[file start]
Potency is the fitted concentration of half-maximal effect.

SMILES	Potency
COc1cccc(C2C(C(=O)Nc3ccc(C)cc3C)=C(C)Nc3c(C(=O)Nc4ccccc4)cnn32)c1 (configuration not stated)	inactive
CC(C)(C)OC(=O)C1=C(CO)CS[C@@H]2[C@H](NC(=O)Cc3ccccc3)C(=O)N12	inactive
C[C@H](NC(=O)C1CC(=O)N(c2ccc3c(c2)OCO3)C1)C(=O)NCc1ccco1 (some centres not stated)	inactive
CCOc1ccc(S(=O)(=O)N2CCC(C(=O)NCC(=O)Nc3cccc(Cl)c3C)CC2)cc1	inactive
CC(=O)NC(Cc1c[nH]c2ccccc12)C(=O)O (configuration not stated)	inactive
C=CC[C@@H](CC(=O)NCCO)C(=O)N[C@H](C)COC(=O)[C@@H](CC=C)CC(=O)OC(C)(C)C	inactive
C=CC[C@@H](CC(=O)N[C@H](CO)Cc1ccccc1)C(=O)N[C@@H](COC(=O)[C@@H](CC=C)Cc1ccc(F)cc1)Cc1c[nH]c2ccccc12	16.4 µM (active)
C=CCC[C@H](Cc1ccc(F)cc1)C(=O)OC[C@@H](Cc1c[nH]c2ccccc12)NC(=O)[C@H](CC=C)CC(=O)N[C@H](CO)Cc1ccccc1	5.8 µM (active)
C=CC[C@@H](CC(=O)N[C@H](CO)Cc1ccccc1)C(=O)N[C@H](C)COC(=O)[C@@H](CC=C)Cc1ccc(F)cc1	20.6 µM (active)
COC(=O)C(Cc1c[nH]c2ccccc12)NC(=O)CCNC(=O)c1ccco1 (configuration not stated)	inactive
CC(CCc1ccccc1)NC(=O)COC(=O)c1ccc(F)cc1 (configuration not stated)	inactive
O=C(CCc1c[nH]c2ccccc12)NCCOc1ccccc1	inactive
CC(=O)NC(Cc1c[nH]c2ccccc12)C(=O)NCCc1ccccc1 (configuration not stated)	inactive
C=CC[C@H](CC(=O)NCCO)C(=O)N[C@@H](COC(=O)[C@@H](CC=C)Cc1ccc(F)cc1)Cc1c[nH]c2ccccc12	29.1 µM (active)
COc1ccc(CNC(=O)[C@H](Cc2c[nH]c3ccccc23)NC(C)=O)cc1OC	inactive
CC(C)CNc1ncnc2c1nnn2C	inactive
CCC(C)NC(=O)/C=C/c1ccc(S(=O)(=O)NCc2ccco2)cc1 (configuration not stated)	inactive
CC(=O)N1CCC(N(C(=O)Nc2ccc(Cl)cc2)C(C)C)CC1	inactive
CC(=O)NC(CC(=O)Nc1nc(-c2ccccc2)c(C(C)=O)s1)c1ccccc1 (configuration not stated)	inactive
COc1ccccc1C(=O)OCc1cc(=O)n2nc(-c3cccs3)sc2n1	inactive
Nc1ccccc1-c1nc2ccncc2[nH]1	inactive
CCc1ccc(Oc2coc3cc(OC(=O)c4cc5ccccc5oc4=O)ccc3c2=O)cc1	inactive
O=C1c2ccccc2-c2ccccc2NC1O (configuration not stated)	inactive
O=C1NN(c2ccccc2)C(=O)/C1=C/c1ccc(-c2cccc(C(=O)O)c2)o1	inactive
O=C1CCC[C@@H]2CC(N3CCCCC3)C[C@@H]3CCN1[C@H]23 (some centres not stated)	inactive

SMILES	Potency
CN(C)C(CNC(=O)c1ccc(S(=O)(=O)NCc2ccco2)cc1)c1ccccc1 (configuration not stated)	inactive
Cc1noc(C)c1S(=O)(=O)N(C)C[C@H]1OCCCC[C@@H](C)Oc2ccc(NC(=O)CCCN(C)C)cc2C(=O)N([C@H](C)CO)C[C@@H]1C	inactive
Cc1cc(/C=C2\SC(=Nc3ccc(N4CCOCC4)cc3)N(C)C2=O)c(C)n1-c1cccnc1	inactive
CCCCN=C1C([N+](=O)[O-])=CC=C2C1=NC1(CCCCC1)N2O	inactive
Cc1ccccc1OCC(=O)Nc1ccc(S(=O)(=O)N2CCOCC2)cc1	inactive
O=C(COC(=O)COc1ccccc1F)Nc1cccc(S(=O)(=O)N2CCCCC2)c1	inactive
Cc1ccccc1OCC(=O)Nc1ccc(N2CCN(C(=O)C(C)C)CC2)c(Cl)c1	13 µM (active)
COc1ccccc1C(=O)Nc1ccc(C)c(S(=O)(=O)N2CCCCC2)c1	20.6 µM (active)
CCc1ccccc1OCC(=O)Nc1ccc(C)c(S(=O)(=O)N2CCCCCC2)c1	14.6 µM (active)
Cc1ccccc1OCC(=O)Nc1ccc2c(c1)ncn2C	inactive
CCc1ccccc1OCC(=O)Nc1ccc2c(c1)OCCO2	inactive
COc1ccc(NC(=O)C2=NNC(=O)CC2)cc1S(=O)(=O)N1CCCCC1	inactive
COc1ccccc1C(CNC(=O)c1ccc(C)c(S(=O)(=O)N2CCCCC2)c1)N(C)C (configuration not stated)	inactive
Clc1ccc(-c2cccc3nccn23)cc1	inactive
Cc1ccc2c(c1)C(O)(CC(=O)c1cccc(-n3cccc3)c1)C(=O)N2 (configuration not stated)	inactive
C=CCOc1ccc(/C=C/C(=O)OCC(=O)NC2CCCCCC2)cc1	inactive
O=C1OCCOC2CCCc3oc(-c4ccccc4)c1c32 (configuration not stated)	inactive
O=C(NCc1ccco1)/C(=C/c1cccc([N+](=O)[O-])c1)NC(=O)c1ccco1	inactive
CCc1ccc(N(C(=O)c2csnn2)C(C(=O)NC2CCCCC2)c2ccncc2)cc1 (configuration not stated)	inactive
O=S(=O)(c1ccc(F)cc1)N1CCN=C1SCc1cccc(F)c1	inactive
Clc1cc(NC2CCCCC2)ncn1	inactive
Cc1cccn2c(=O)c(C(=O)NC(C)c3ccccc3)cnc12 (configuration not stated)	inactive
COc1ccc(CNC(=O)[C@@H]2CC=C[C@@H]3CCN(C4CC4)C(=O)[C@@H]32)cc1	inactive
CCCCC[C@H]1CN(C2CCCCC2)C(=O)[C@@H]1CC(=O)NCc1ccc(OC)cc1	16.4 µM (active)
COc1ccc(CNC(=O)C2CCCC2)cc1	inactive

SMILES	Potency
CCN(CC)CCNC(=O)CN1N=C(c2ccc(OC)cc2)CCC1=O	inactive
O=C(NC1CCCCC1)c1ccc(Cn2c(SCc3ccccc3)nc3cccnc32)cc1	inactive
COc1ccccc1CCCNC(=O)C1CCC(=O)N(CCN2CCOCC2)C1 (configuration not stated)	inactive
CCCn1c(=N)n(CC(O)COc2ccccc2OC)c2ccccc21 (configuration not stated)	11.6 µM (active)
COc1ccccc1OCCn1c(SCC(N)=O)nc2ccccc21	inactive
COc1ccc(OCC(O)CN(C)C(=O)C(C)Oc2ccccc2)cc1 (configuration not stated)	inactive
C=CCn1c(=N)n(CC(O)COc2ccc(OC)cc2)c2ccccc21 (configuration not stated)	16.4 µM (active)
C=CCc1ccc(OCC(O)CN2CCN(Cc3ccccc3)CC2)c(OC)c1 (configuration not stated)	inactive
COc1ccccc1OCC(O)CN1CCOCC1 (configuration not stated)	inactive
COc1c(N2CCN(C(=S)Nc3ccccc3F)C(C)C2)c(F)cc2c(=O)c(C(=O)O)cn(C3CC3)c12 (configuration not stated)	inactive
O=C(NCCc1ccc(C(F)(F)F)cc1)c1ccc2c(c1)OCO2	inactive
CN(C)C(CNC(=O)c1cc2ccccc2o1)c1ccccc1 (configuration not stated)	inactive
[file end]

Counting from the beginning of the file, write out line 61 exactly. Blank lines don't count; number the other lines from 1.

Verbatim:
C=CCn1c(=N)n(CC(O)COc2ccc(OC)cc2)c2ccccc21 (configuration not stated)	16.4 µM (active)